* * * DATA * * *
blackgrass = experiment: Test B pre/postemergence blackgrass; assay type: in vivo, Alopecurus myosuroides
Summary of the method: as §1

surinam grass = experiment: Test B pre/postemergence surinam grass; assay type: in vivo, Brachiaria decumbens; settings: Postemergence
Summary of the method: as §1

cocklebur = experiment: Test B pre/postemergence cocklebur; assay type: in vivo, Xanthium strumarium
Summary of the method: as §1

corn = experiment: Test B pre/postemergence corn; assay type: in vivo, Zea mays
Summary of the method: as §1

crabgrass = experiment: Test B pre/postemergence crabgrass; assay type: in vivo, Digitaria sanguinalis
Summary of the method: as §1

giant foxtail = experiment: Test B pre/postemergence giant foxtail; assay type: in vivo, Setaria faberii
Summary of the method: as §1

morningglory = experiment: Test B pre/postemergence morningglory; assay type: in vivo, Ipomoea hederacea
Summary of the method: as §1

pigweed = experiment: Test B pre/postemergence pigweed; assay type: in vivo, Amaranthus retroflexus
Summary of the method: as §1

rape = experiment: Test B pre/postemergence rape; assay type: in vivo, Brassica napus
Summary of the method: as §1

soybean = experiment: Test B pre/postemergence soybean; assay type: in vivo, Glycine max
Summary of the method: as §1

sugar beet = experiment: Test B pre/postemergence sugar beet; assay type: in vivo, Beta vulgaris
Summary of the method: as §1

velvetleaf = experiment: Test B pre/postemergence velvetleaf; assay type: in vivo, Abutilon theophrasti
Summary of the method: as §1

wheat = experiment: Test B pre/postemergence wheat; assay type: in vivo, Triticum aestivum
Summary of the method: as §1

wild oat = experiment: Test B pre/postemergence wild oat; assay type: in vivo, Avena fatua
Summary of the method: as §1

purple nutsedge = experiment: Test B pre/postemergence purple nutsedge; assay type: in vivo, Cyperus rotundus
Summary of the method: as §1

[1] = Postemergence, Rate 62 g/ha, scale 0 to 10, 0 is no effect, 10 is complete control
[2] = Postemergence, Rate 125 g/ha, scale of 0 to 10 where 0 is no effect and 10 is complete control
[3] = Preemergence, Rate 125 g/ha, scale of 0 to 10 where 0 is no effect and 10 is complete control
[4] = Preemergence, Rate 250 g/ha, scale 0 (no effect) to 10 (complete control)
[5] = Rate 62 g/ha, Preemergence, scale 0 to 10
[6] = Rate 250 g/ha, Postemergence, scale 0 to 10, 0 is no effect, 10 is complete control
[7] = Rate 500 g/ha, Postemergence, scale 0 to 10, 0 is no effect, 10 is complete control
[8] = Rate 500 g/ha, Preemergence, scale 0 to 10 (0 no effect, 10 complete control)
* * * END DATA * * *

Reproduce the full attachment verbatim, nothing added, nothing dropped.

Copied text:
blackgrass = experiment: Test B pre/postemergence blackgrass; assay type: in vivo, Alopecurus myosuroides
Summary of the method: as §1

surinam grass = experiment: Test B pre/postemergence surinam grass; assay type: in vivo, Brachiaria decumbens; settings: Postemergence
Summary of the method: as §1

cocklebur = experiment: Test B pre/postemergence cocklebur; assay type: in vivo, Xanthium strumarium
Summary of the method: as §1

corn = experiment: Test B pre/postemergence corn; assay type: in vivo, Zea mays
Summary of the method: as §1

crabgrass = experiment: Test B pre/postemergence crabgrass; assay type: in vivo, Digitaria sanguinalis
Summary of the method: as §1

giant foxtail = experiment: Test B pre/postemergence giant foxtail; assay type: in vivo, Setaria faberii
Summary of the method: as §1

morningglory = experiment: Test B pre/postemergence morningglory; assay type: in vivo, Ipomoea hederacea
Summary of the method: as §1

pigweed = experiment: Test B pre/postemergence pigweed; assay type: in vivo, Amaranthus retroflexus
Summary of the method: as §1

rape = experiment: Test B pre/postemergence rape; assay type: in vivo, Brassica napus
Summary of the method: as §1

soybean = experiment: Test B pre/postemergence soybean; assay type: in vivo, Glycine max
Summary of the method: as §1

sugar beet = experiment: Test B pre/postemergence sugar beet; assay type: in vivo, Beta vulgaris
Summary of the method: as §1

velvetleaf = experiment: Test B pre/postemergence velvetleaf; assay type: in vivo, Abutilon theophrasti
Summary of the method: as §1

wheat = experiment: Test B pre/postemergence wheat; assay type: in vivo, Triticum aestivum
Summary of the method: as §1

wild oat = experiment: Test B pre/postemergence wild oat; assay type: in vivo, Avena fatua
Summary of the method: as §1

purple nutsedge = experiment: Test B pre/postemergence purple nutsedge; assay type: in vivo, Cyperus rotundus
Summary of the method: as §1

[1] = Postemergence, Rate 62 g/ha, scale 0 to 10, 0 is no effect, 10 is complete control
[2] = Postemergence, Rate 125 g/ha, scale of 0 to 10 where 0 is no effect and 10 is complete control
[3] = Preemergence, Rate 125 g/ha, scale of 0 to 10 where 0 is no effect and 10 is complete control
[4] = Preemergence, Rate 250 g/ha, scale 0 (no effect) to 10 (complete control)
[5] = Rate 62 g/ha, Preemergence, scale 0 to 10
[6] = Rate 250 g/ha, Postemergence, scale 0 to 10, 0 is no effect, 10 is complete control
[7] = Rate 500 g/ha, Postemergence, scale 0 to 10, 0 is no effect, 10 is complete control
[8] = Rate 500 g/ha, Preemergence, scale 0 to 10 (0 no effect, 10 complete control)